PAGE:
Someone On The High Road Should Be Able To Answer This Question


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sonny
February 5, 2003, 11:36 PM
Let's say you owned a NEW mini 14 or a similar semi auto rifle,and you kept it in it's stock configuration ...O.K..here's where the question comes in..........you also own a folding stock and a flash suprresor for a mini 14 but you have not installed it on your weapon.
Are you a felon?.....have you broken any law......is it against the law to own parts that have the ability to transform your legal weapon into an assault weapon?
I'm serious........I can see a lawyer having a field day with this.
Please point me to any link that can confirm or deny this,or just give an opinion if thats all you have.......thanks :)

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Thumper
February 5, 2003, 11:46 PM
It's legal here. Have no clue about your own situation as I con't know where you're located.

Blackhawk
February 6, 2003, 12:03 AM
The only way you become a felon is by being convicted of a felony. The condition is permanent....

Baba Louie
February 6, 2003, 12:15 AM
As you may (or may not) know, the ATF was successful in their case against Ken Ballew (read Unintended Consequences) because they claimed he "could make hand grenades from the bits and pieces he had in his possession" (casing, primers, powder, etc.) Or so I've read/been told.

The same in regards to silencers, and or just owning the parts necessary to fit into an M-16, I believe its the trigger, disconnector, etc, even if you do not own an auto-sear, and you are the legal owner of an AR-15.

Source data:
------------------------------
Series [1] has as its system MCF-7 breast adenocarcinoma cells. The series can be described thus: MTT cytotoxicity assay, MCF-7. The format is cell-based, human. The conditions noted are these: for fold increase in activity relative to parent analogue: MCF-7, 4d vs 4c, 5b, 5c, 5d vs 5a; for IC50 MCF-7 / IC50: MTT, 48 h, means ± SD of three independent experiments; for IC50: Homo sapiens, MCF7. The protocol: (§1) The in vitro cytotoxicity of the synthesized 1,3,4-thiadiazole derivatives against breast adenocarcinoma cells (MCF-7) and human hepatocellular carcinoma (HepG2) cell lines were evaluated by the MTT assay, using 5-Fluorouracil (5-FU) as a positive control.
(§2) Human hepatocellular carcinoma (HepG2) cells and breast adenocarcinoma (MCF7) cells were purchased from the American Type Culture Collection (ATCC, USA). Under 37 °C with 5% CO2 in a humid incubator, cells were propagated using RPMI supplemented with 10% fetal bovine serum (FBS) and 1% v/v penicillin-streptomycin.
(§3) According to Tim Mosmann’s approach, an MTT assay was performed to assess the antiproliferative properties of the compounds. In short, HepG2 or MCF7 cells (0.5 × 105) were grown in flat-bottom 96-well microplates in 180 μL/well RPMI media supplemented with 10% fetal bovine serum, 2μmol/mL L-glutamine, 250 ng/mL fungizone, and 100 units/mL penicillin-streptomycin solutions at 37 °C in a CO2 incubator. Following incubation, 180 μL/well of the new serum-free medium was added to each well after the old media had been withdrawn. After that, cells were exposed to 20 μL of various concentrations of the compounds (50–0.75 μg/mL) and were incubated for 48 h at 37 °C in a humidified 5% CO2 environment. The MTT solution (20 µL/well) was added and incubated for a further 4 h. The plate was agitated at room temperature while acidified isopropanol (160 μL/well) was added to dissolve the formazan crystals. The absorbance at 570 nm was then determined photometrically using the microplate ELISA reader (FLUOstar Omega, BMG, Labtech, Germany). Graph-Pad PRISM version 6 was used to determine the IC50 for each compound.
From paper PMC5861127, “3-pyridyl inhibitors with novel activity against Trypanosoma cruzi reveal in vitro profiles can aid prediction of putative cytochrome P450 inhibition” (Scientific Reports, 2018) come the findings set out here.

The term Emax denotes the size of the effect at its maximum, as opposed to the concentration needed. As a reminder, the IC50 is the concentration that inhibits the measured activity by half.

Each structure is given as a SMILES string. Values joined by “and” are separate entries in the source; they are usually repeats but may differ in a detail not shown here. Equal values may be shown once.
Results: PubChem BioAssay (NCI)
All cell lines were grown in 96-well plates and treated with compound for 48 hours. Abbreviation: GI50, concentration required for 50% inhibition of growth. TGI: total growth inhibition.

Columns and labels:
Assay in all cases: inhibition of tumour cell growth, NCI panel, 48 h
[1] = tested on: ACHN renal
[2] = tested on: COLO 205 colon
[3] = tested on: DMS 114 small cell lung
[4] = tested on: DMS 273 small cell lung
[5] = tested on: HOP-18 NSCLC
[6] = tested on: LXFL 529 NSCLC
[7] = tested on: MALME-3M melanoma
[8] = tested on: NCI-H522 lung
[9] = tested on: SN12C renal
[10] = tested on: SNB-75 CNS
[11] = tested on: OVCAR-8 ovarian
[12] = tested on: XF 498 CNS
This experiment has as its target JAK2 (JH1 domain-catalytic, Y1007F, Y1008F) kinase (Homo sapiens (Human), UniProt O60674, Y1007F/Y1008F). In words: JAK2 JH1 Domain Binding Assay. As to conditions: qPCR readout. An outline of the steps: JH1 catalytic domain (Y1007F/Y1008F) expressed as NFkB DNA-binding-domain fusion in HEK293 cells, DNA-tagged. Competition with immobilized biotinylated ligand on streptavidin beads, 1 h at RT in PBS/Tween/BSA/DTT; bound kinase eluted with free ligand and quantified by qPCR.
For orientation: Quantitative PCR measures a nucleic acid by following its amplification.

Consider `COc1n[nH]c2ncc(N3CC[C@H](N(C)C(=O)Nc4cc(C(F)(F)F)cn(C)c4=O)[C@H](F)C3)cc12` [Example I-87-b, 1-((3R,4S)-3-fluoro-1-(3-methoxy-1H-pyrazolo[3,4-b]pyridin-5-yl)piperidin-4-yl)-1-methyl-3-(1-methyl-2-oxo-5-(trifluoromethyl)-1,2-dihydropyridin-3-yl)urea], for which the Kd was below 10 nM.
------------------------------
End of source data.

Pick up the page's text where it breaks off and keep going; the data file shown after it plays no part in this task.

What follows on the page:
Its a felony to own certain parts that can allow you to "convert" it (your legally owned semi-automatic firearm into an NFA firearm.

But that's at the Federal level of legistation/bureau ruling level.

At the state level, I beleive that the CA DOJ did something like that in regards to someones legally owned SKS with a detachable magazine. First it was OK, they later re-nigged and he had to turn it in.

Worst case is they could break you financially paying legal fees and still get a conviction if they were pre-disposed.

Ride with the law, not agin it.

Of course, I could be wrong. (doesn't help much does it?) You may want to ask a legal beagle.

Adios

Hkmp5sd
February 6, 2003, 12:16 AM
ATF has always held the position that if you have the parts to assemble an illegal weapon, you are in possession of that illegal weapon whether or not you actually install the parts.

For example, I own both an M16A1 and a Colt AR-15. ATF has decided that if I buy spare parts for my M16A1, merely having those parts along with an AR-15 places me in possession of an unregistered machinegun.

http://www-2.cs.cmu.edu/afs/cs/user/wbardwel/public/nfalist/atf_letter52.txt

A little closer to your situation is this one. A person with a registered HK full auto sear installed into an HK SP-89 (semi-automatic pistol) also installed a collapsible stock to his "machinegun". ATF informed him that if he removes the auto sear from the gun (and even if he retains ownership of that sear), he must either render the SP-89 incapable of accepting the collapsible stock or dispose of the collapsible stock. They ruled that having both the SP-89 and the uninstalled collapsible stock caused him to be in possession of an unregistered short barreled rifle (SBR).